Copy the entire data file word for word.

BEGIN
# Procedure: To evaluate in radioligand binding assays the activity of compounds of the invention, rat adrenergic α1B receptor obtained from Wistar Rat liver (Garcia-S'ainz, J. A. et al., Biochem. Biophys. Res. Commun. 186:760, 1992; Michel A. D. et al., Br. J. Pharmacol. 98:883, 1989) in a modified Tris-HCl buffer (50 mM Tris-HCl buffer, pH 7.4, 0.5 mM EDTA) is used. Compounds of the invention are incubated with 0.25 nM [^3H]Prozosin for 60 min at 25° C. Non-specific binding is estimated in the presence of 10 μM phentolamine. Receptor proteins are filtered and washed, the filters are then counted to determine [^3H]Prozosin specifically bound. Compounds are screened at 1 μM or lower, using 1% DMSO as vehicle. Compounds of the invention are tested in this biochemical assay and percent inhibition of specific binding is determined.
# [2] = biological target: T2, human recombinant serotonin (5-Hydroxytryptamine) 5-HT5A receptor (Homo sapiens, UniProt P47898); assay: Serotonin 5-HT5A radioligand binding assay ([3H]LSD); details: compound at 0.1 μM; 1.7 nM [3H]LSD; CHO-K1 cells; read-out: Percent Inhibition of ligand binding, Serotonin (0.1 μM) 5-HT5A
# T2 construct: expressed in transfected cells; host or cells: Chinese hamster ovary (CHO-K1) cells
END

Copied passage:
# Procedure: To evaluate in radioligand binding assays the activity of compounds of the invention, rat adrenergic α1B receptor obtained from Wistar Rat liver (Garcia-S'ainz, J. A. et al., Biochem. Biophys. Res. Commun. 186:760, 1992; Michel A. D. et al., Br. J. Pharmacol. 98:883, 1989) in a modified Tris-HCl buffer (50 mM Tris-HCl buffer, pH 7.4, 0.5 mM EDTA) is used. Compounds of the invention are incubated with 0.25 nM [^3H]Prozosin for 60 min at 25° C. Non-specific binding is estimated in the presence of 10 μM phentolamine. Receptor proteins are filtered and washed, the filters are then counted to determine [^3H]Prozosin specifically bound. Compounds are screened at 1 μM or lower, using 1% DMSO as vehicle. Compounds of the invention are tested in this biochemical assay and percent inhibition of specific binding is determined.
# [2] = biological target: T2, human recombinant serotonin (5-Hydroxytryptamine) 5-HT5A receptor (Homo sapiens, UniProt P47898); assay: Serotonin 5-HT5A radioligand binding assay ([3H]LSD); details: compound at 0.1 μM; 1.7 nM [3H]LSD; CHO-K1 cells; read-out: Percent Inhibition of ligand binding, Serotonin (0.1 μM) 5-HT5A
# T2 construct: expressed in transfected cells; host or cells: Chinese hamster ovary (CHO-K1) cells